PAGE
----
Google's Echo Rival is a 'Dressed-up' Version of Chromecast

Last month, Google announced plans for its upcoming Amazon Echo rival, Google Home, a Wi-Fi enabled personal assistant that enables people to ask Google search queries, manage everyday tasks, enjoy music and entertainment, and more using hands-free "OK Google" voice commands. Yesterday, a few more details emerged about Google Home, which will potentially go directly up against the smart device Apple is rumored to be working on. According to technology news site The Information, Google Home will share many of the hardware components of the company's popular internet-connected TV streaming device, Chromecast, relying on the same dual-core ARM-based microprocessor, 4GB of RAM, and a dual-band 802.11ac Wi-Fi chip. The similarities are apparently so close between the two devices because the same team responsible for the Chromecast headed up development of the Google Home. As a result, it is being described as "dressed-up version" of the company's existing device, with the addition of a microphone, speaker, plastic top with LED lights, and a fabric or metal bottom.  The Home is also expected to run the same Linux-based OS used on the Chromecast, though Google has discussed powering future versions with its Android mobile platform.  The upshot of all this is that the device could be extremely inexpensive to produce, given that the Chromecast currently sells at $35. That would mean Google being able to significantly undercut the $179 Amazon Echo. Notably, the Chromecast is also one of Google's most successful hardware products, selling 3 million units in the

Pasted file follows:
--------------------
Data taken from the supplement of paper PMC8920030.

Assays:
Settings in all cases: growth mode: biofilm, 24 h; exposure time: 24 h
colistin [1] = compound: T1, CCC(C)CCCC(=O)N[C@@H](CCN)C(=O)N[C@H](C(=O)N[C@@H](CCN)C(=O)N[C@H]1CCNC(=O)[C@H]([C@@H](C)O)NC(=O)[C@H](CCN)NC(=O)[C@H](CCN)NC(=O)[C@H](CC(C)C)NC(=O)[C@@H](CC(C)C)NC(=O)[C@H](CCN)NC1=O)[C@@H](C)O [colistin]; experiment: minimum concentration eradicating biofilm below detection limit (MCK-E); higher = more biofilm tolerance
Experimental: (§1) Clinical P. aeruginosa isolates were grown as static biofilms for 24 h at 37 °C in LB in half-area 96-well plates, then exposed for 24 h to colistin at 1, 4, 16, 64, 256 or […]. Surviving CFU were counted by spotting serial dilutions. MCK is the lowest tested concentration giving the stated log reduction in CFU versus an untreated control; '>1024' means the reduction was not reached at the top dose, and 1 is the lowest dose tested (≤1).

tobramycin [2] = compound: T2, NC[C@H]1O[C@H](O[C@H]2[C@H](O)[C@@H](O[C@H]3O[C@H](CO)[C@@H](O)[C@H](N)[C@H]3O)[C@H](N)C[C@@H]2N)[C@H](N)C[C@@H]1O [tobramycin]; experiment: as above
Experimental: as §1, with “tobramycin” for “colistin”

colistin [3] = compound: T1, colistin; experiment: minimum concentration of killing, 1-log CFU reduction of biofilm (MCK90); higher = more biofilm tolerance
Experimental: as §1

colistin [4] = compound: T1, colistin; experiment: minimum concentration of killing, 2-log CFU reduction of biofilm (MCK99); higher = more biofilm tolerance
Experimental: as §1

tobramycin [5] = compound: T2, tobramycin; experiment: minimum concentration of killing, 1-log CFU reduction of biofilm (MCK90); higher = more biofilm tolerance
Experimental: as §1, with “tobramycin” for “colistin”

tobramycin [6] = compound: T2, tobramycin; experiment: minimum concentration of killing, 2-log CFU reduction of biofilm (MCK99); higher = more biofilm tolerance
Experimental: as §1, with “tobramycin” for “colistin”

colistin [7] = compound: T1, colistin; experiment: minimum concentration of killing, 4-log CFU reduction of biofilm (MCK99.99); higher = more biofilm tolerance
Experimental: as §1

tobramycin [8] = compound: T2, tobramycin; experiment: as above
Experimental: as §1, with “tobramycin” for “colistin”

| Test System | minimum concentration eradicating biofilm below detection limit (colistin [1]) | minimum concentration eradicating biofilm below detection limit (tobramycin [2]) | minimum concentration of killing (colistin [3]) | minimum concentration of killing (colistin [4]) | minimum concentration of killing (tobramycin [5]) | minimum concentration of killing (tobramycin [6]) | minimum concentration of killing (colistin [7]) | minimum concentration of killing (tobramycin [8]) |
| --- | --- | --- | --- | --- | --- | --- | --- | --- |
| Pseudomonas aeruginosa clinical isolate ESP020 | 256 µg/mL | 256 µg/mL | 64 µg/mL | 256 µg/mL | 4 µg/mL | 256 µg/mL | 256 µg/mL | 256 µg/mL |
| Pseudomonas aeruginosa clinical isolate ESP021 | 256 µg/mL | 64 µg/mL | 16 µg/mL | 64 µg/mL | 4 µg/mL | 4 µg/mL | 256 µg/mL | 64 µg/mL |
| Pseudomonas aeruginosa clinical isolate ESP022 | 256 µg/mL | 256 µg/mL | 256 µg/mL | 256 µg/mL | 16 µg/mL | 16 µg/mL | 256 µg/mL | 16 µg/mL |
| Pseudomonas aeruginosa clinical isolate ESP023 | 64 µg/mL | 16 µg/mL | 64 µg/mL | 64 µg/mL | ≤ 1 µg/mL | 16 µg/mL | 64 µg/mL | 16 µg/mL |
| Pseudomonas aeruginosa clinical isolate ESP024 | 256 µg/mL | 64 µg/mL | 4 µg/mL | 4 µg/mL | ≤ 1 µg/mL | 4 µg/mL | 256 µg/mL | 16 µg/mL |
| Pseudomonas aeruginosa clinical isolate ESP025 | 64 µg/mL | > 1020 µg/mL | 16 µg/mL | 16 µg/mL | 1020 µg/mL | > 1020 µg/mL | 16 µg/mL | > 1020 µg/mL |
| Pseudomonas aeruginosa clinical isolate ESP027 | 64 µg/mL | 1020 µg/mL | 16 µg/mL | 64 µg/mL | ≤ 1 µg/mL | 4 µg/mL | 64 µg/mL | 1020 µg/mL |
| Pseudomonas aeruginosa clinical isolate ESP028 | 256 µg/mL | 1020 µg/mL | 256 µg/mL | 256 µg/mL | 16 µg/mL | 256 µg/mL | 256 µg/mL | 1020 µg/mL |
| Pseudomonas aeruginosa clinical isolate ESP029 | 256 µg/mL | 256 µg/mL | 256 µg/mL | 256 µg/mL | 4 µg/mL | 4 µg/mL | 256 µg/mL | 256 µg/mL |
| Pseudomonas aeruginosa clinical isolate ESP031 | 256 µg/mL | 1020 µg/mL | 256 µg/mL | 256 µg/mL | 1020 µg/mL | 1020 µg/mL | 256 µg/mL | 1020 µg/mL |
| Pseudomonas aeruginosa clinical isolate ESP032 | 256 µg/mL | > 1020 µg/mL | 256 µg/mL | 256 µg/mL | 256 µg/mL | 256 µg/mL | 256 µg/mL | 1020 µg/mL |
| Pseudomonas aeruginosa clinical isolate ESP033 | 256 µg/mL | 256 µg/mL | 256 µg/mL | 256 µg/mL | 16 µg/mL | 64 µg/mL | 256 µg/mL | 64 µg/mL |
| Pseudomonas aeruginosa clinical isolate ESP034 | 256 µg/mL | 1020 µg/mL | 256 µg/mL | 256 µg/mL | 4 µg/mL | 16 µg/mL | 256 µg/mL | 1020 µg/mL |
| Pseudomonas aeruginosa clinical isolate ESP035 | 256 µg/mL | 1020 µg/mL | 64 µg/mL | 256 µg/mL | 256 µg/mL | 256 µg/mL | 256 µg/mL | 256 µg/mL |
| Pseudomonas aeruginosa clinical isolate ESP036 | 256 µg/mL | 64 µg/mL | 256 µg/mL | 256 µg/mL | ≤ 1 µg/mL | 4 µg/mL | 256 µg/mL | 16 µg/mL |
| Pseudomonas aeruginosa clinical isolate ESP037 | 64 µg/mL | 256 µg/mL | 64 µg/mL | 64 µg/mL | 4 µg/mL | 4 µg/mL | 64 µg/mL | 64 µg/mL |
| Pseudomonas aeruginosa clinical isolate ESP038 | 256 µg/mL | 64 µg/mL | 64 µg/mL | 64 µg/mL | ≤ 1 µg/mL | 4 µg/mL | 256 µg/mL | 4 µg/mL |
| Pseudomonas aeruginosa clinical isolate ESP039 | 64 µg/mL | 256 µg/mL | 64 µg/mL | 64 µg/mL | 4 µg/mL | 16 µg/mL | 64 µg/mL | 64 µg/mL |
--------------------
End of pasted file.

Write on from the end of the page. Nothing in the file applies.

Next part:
Google I/O 2016: Assistant, Home, Allo, Duo, Android N, and More

Google hosted its annual I/O developers keynote at the Shoreline Amphitheatre in Mountain View, California today, announcing multiple new products and services related to Android, search, messaging, home automation, and more. Google Assistant Google Assistant is described as a "conversational assistant" that builds upon Google Now based on two-way dialog. The tool can be used, for example, to ask who directed the movie Avatar, and to ask which other movies he has directed, and Google should be able to isolate the questions from the conversation and provide answers. The new Siri and Alexa rival, compatible with both voice and chat, will be widely available on Android, iOS, in the home, and elsewhere later this year. Google Home Google Home is a new Wi-Fi-enabled personal assistant device for the home that enables people to ask Google search queries, manage everyday tasks, enjoy music and entertainment, and more using hands-free "OK Google" voice commands. The Amazon Echo rival features a clean, color-changing design with no buttons, a speaker on the bottom, multiple room support, remote control of Chromecast and other speakers, compatibility with Nest and other popular home automation platforms, and more. Google Home can be used to make general searches, check flight statuses, track shipments, set dinner reservations, turn on lights or play music in certain rooms, receive real-time traffic and routing information, check your appointments, and more. Google Home will be available later this year. Pricing was not